Structural insights into the binding of the human receptor for advanced glycation end products (RAGE) by S100B, as revealed by an S100B-RAGE-derived peptide complex.Jensen, J.L., Indurthi, V.S., Neau, D.B., Vetter, S.W., Colbert, C.L.
(2015) Acta Crystallogr.,Sect.D 71: 1176-1183
- PubMed: 25945582
- DOI: 10.1107/S1399004715004216
- PubMed Abstract:
S100B is a damage-associated molecular pattern protein that, when released into the extracellular milieu, triggers initiation of the inflammatory response through the receptor for advanced glycation end products (RAGE). Recognition of S100B is accomp ...
S100B is a damage-associated molecular pattern protein that, when released into the extracellular milieu, triggers initiation of the inflammatory response through the receptor for advanced glycation end products (RAGE). Recognition of S100B is accomplished via the amino-terminal variable immunoglobulin domain (V-domain) of RAGE. To gain insights into this interaction, a complex between S100B and a 15-amino-acid peptide derived from residues 54-68 of the V-domain was crystallized. The X-ray crystal structure was solved to 2.55 Å resolution. There are two dimers of S100B and one peptide in the asymmetric unit. The binding interface of this peptide is compared with that found in the complex between S100B and the 12-amino-acid CapZ-derived peptide TRTK-12. This comparison reveals that although the peptides adopt completely different backbone structures, the residues buried at the interface interact with S100B in similar regions to form stable complexes. The binding affinities of S100B for the intact wild-type V-domain and a W61A V-domain mutant were determined to be 2.7 ± 0.5 and 1.3 ± 0.7 µM, respectively, using fluorescence titration experiments. These observations lead to a model whereby conformational flexibility in the RAGE receptor allows the adoption of a binding conformation for interaction with the stable hydrophobic groove on the surface of S100B.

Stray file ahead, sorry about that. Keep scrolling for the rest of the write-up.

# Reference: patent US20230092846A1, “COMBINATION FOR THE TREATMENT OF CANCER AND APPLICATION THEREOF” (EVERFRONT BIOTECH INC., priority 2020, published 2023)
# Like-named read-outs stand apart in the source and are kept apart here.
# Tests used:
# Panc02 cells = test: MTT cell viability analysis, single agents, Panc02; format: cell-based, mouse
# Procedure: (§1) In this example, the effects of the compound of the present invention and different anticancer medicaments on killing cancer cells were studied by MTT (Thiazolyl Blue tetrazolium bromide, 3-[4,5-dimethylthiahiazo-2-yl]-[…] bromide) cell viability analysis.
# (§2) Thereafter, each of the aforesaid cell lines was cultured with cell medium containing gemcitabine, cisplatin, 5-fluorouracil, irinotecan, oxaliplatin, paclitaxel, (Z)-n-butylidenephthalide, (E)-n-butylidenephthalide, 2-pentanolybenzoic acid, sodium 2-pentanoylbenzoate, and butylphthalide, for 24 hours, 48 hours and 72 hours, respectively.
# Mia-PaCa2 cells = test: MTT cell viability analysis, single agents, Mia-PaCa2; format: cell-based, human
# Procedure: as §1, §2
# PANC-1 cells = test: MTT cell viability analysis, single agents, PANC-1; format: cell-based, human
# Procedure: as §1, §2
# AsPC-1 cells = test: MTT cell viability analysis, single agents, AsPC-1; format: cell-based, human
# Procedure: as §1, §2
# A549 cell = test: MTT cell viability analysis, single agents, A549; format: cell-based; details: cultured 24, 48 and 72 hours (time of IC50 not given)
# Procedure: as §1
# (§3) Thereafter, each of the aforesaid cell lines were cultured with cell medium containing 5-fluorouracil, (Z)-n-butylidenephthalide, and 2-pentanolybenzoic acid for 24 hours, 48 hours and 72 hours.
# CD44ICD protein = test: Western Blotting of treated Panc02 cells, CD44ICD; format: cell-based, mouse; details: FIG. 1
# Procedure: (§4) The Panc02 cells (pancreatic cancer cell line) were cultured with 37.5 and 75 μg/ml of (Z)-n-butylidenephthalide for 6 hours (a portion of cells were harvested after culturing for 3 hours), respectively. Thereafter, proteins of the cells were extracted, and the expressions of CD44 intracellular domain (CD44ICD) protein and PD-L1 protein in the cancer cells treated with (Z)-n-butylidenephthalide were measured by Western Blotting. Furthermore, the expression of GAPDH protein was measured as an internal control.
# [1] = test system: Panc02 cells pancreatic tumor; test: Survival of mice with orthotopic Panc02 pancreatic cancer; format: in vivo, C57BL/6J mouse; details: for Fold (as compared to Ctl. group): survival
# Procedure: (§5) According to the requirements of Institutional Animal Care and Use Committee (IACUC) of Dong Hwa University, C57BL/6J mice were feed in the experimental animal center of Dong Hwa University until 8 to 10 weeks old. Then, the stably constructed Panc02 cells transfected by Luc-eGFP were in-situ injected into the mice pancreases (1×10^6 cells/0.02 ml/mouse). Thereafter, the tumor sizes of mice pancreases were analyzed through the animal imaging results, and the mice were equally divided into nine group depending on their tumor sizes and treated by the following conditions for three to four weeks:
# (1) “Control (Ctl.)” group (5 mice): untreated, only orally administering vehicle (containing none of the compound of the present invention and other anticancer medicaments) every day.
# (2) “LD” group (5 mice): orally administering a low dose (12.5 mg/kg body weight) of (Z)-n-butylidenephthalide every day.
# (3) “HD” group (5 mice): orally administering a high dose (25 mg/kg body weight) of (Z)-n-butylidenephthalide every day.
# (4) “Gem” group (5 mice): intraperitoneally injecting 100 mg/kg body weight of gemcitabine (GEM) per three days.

NE-CAT, Bldg. 436E, Department of Chemistry and Chemical Biology, Cornell University, 9700 South Cass Avenue,, Argonne, IL 60439, USA.,Department of Chemistry and Biochemistry, North Dakota State University, PO Box 6050, Fargo, ND 58108-6050, USA.,Department of Pharmaceutical Sciences, North Dakota State University, PO Box 6050, Fargo, ND 58108-6050, USA.